Thursday, December 1, 2016

You Just Never Know What Will Walk In The Door

I am occasionally asked to machine a set of grips for some rather ornate Handguns. A while ago I took the time to make a couple of additional fixtures to allow me a bit more versatility when called upon to do so. Making the fixtures took considerably more time to fabricate then to machine any actual pair of grip scales but the sweat equity was worth the up front investment. This pair of fixtures was used initially to machine a set of grips for a highly engraved Luger Parabellum. They allowed me to machine the raised inletting bosses on the underside of the Lugers grip panels for the 1st operation. Then allowed me to rotate the grip scales 180 degrees, index each scale back onto the fixture and then contour the exterior sides. On that particular project the scales exterior surface thickness was left  oversized to allow them to be carved per the clients request.

Recently another highly engraved Colt 1911 required a set of grips to be machined and the same fixture was pulled out of a drawer and dusted off. As the underside of the 1911 scales fit flush against the frame each scale was set up in the mill, machined smooth with an end mill then the screws holes were precisely located and drilled. Each scale was then rotated 180 degrees and each screw hole precisely relocated with gauge pins then counterbored for the screw heads. Low Head Allen screws were machined to mimic the original 1911 grip screws and then each scale was securely screwed to the fixture. Only then was the exterior profile and contour machined.

This 1911 had been expertly surface ground, detailed and polished by the Chad Tarbet and Brad Green at Intermountain Gunsmithing LLC. Once the metalwork was completed it was then completely engraved by Lee Griffiths. As Lee owns the 1911 he chose a World War 1 theme for the scenes. It is a damn shame I have no quality close ups of the scenes at this time as they are excellent.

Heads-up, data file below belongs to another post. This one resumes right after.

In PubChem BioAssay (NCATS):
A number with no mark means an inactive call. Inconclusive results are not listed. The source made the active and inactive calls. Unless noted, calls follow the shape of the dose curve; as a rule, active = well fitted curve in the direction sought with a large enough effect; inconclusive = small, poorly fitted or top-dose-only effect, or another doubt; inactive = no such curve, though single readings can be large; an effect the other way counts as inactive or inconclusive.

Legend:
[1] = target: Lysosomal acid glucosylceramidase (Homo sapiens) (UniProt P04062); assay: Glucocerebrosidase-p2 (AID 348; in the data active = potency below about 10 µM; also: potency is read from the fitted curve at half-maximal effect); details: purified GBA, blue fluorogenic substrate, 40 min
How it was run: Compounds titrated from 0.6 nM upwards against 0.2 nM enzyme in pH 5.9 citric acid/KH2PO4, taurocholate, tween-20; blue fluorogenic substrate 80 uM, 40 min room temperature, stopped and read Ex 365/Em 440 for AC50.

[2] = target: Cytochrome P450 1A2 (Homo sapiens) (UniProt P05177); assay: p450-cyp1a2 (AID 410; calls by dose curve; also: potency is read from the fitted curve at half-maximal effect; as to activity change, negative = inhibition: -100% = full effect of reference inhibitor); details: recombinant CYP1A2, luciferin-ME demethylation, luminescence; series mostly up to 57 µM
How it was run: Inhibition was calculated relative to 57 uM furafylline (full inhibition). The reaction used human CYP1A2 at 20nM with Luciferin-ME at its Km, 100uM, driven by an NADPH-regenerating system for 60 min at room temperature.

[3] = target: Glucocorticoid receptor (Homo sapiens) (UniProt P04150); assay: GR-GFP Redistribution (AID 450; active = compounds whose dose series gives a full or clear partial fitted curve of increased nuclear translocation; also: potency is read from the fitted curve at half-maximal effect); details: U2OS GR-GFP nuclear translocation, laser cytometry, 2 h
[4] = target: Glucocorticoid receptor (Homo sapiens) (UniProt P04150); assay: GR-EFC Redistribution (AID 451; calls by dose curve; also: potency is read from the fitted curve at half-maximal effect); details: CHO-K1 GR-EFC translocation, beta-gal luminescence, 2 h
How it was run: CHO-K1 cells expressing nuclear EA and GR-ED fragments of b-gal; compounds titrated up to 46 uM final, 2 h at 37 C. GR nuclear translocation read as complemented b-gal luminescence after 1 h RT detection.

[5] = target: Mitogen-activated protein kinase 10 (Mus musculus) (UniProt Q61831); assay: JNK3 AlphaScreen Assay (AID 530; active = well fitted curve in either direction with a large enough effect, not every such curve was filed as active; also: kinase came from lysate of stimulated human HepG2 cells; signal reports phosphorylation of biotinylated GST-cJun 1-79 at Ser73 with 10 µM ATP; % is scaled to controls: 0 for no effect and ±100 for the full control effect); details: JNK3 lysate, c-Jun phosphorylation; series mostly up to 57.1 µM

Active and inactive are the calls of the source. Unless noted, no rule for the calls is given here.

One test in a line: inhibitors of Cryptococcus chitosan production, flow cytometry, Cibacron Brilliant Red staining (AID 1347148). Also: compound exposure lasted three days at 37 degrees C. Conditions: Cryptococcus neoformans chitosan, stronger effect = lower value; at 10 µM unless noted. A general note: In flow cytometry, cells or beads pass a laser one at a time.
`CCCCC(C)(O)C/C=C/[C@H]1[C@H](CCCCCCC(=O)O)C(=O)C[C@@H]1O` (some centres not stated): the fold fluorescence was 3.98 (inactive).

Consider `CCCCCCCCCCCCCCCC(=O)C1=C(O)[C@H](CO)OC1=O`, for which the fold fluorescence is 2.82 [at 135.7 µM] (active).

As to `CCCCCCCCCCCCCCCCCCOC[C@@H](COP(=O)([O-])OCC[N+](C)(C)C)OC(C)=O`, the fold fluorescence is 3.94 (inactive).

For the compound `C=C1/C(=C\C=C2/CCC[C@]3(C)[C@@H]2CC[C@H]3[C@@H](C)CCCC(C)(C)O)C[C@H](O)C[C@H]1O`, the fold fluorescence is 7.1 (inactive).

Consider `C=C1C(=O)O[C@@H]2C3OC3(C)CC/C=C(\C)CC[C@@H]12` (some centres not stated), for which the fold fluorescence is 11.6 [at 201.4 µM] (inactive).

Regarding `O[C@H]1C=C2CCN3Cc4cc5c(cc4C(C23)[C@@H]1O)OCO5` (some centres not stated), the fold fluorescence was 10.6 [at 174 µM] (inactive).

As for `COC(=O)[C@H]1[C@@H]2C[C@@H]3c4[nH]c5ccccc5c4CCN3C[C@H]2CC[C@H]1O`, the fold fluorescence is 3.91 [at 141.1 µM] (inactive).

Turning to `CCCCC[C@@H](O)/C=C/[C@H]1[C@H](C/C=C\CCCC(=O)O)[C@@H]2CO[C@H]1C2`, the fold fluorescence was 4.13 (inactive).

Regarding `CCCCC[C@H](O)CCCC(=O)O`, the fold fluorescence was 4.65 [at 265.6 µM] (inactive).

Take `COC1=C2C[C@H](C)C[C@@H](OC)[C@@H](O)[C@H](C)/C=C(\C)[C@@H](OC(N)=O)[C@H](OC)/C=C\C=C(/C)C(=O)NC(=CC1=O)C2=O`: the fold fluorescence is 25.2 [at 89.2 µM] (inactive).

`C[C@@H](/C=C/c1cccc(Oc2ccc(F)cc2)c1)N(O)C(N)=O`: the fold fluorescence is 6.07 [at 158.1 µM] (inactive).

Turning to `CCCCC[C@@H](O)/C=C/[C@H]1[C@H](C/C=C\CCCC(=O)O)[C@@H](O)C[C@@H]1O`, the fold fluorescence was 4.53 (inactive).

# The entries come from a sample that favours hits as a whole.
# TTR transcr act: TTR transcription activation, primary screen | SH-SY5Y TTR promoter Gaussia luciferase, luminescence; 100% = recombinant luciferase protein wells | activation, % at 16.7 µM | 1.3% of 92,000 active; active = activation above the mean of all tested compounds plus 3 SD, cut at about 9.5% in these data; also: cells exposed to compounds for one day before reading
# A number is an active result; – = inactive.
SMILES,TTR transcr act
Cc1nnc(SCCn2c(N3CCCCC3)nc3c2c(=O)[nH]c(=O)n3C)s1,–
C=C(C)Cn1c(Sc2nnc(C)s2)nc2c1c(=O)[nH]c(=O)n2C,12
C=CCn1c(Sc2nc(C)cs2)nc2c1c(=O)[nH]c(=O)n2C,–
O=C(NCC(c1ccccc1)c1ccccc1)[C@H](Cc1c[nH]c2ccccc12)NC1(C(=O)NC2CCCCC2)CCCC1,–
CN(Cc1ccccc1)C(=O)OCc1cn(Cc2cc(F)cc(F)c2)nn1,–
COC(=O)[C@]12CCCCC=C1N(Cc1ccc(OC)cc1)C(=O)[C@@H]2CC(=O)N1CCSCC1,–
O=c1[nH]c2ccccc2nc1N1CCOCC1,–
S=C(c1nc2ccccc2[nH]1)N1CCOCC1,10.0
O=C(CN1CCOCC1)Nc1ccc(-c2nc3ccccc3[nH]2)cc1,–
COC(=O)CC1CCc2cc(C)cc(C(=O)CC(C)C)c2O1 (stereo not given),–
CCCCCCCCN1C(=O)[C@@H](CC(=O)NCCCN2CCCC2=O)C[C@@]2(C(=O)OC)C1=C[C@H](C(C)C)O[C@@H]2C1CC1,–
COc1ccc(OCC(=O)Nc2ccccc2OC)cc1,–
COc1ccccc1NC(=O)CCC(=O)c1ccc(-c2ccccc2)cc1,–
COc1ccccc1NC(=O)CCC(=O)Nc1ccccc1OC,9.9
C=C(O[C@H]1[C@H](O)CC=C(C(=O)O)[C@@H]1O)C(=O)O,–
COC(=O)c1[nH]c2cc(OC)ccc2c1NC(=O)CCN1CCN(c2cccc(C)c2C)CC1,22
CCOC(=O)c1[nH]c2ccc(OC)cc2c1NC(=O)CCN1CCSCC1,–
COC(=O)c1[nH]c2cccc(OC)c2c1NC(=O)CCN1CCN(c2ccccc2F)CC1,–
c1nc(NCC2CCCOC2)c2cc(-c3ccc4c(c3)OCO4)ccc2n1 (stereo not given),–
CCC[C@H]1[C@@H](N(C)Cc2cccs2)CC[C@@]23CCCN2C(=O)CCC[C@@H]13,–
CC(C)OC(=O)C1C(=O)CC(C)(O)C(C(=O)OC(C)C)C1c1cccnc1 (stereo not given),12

This set of scales was machined from a very hard block of Turkish Walnut that Lee had squirreled away. It was thick enough for me to split in half to give the pair a "Book Match" look. I had considered using a block of Ebony in the same manner but the Turkish won the coin toss. The scales now finished have been left un-checkered to allow a prospective buyer the options of having them checkered, carved by Lee or remain as is.

Doug Turnbull's crew Carbonia Blued the majority of the finely polished parts after Lee had completed the engraving. The gold plating sets off a nice contrast with the French Grey, Carbonia blue and Walnut back drop. Then Intermountain was called to back into the game to refit and reassembled the 1911 without doing any cosmetic damage to the finished surfaces. I have it on good account that all the cell phones were turned off and Brad chose an Easy Listening radio station for the remainder of the assembly time.

The final result is eye catching to say the least and speaks volumes about the time and effort by bevy of craftsmen doing their best to achieve a desired goal. 

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